Our ability to save for retirement is already severely limited by Social Security – a system the government now intends to be a retirement program.
A high earning male from 1949 to 2014 would net a loss of $196,500. A man paying the maximum social security tax (which does yield higher benefits in retirement) during that period would’ve lost $378,171.
By contrast, what would’ve happened if the government still forced workers to save a certain percentage of income towards retirement, but allowed him to invest it on his own? The most passive approach he could take is to simply track the market, putting money in the Dow or S&P 500. This essentially tracks the economy as a whole, rather than one individual company in any specific sector.
The Dow increased from 1765.23 to 15,871.54 . The S&P500 increased from 15.36 to 1822.36. Clearly positive results would’ve been yielded.
That’s just one area of retirement: Social Security. The government already extensively regulates the markets, which many rely on to support themselves independently of social security.
As the Daily Caller is reporting, the Department of Labor (DOL) is working to change investment regulations to regulate that area of retirement even more.
“Federal labor officials may soon destroy free choice in the retirement system by overhauling investment regulations,” according to a report Wednesday.
The DOL has argued people are just not knowledgeable enough to plan for their own retirement. It has proposed a rule to categorize more people as fiduciaries in order to regulate them. The Competitive Enterprise Institute (CEI) warns the upcoming rule could undermine free choice and increase costs on retirees.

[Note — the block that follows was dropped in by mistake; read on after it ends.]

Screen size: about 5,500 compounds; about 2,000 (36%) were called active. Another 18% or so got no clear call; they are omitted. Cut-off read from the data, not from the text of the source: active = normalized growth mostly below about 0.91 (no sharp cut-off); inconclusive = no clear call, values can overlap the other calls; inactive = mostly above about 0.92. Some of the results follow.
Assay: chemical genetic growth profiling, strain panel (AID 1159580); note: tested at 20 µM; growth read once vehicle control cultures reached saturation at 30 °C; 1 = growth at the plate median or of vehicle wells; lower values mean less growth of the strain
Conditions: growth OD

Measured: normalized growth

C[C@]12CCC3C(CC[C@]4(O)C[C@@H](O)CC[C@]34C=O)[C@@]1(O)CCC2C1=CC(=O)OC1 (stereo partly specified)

“Under the new rule, financial professionals who provide even one-time guidance or appraisal of investments could find themselves classified as ‘fiduciaries,’” the report detailed. “For centuries, the standard definition of fiduciary has been someone in a clear position of trust. In finance, this means someone whom the client has specifically entrusted to manage his or her assets and make investment decisions.”
Under current federal law the DOL can regulate anyone classified as fiduciary. If essentially everyone is classified as a fiduciary the department would then be able to regulate everyone. It would mean the department can limit what advise people can give or what choices people can make for their own retirement accounts. The rule has the potential to cause a significant rise in costs as well.
As a result, “Brokers would have to charge investors much more, because the DOL rule creates a presumption against brokers taking third-party commissions from mutual funds they sell to savers.”